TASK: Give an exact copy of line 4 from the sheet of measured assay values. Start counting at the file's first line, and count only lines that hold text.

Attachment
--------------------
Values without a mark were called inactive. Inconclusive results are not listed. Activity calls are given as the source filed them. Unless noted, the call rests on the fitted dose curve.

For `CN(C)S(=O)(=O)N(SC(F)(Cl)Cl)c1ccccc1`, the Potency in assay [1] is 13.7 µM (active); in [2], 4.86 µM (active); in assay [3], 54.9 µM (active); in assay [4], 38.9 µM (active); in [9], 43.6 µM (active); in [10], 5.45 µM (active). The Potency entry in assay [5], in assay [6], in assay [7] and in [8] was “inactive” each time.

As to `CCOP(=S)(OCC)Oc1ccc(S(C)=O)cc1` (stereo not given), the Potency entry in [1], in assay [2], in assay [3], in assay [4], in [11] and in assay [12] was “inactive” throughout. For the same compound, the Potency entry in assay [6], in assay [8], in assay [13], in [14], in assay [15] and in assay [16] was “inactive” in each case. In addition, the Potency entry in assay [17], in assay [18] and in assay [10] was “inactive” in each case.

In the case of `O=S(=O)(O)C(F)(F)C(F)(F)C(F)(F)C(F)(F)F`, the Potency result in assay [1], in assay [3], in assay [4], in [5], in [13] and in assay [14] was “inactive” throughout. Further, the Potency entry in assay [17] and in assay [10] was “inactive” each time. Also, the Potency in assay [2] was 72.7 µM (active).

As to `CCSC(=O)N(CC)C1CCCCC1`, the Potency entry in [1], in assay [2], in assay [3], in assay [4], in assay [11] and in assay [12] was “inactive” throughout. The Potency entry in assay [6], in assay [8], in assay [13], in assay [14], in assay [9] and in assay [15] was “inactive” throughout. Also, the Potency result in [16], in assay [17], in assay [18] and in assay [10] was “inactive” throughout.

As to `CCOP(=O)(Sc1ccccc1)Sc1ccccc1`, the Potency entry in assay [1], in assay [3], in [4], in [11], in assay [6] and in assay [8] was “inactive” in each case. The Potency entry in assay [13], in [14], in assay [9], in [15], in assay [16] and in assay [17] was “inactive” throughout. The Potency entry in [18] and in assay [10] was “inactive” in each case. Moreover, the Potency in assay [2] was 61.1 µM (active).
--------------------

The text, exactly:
In the case of `O=S(=O)(O)C(F)(F)C(F)(F)C(F)(F)C(F)(F)F`, the Potency result in assay [1], in assay [3], in assay [4], in [5], in [13] and in assay [14] was “inactive” throughout. Further, the Potency entry in assay [17] and in assay [10] was “inactive” each time. Also, the Potency in assay [2] was 72.7 µM (active).